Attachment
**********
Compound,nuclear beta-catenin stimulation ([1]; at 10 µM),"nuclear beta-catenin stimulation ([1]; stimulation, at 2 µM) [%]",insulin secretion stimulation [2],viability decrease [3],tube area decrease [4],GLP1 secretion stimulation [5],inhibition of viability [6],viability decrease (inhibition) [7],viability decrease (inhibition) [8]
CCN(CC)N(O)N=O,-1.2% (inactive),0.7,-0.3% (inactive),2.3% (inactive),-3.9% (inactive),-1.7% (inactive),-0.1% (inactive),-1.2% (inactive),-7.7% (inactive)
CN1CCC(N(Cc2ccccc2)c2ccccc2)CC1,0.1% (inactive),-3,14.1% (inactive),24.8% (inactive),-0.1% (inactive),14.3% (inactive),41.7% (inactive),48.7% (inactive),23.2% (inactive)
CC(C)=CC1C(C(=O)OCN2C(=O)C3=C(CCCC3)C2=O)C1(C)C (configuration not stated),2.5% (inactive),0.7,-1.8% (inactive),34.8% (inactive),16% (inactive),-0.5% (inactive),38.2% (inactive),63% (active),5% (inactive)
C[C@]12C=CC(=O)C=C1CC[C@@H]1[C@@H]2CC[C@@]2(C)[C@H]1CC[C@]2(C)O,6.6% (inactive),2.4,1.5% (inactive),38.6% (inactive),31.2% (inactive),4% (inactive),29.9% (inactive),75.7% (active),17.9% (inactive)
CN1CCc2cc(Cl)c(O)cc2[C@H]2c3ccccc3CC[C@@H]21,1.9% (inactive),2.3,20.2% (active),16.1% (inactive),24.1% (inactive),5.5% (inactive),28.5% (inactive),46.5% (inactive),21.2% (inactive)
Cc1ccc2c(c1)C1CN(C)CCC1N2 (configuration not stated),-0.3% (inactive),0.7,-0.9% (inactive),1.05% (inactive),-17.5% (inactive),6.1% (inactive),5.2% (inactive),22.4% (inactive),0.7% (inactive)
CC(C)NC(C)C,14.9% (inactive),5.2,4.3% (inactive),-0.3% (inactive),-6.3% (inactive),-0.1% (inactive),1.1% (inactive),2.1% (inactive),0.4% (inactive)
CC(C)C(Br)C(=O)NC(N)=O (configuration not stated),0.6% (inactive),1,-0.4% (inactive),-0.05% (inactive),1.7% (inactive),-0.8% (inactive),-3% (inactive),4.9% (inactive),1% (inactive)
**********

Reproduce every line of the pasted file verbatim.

Compound,nuclear beta-catenin stimulation ([1]; at 10 µM),"nuclear beta-catenin stimulation ([1]; stimulation, at 2 µM) [%]",insulin secretion stimulation [2],viability decrease [3],tube area decrease [4],GLP1 secretion stimulation [5],inhibition of viability [6],viability decrease (inhibition) [7],viability decrease (inhibition) [8]
CCN(CC)N(O)N=O,-1.2% (inactive),0.7,-0.3% (inactive),2.3% (inactive),-3.9% (inactive),-1.7% (inactive),-0.1% (inactive),-1.2% (inactive),-7.7% (inactive)
CN1CCC(N(Cc2ccccc2)c2ccccc2)CC1,0.1% (inactive),-3,14.1% (inactive),24.8% (inactive),-0.1% (inactive),14.3% (inactive),41.7% (inactive),48.7% (inactive),23.2% (inactive)
CC(C)=CC1C(C(=O)OCN2C(=O)C3=C(CCCC3)C2=O)C1(C)C (configuration not stated),2.5% (inactive),0.7,-1.8% (inactive),34.8% (inactive),16% (inactive),-0.5% (inactive),38.2% (inactive),63% (active),5% (inactive)
C[C@]12C=CC(=O)C=C1CC[C@@H]1[C@@H]2CC[C@@]2(C)[C@H]1CC[C@]2(C)O,6.6% (inactive),2.4,1.5% (inactive),38.6% (inactive),31.2% (inactive),4% (inactive),29.9% (inactive),75.7% (active),17.9% (inactive)
CN1CCc2cc(Cl)c(O)cc2[C@H]2c3ccccc3CC[C@@H]21,1.9% (inactive),2.3,20.2% (active),16.1% (inactive),24.1% (inactive),5.5% (inactive),28.5% (inactive),46.5% (inactive),21.2% (inactive)
Cc1ccc2c(c1)C1CN(C)CCC1N2 (configuration not stated),-0.3% (inactive),0.7,-0.9% (inactive),1.05% (inactive),-17.5% (inactive),6.1% (inactive),5.2% (inactive),22.4% (inactive),0.7% (inactive)
CC(C)NC(C)C,14.9% (inactive),5.2,4.3% (inactive),-0.3% (inactive),-6.3% (inactive),-0.1% (inactive),1.1% (inactive),2.1% (inactive),0.4% (inactive)
CC(C)C(Br)C(=O)NC(N)=O (configuration not stated),0.6% (inactive),1,-0.4% (inactive),-0.05% (inactive),1.7% (inactive),-0.8% (inactive),-3% (inactive),4.9% (inactive),1% (inactive)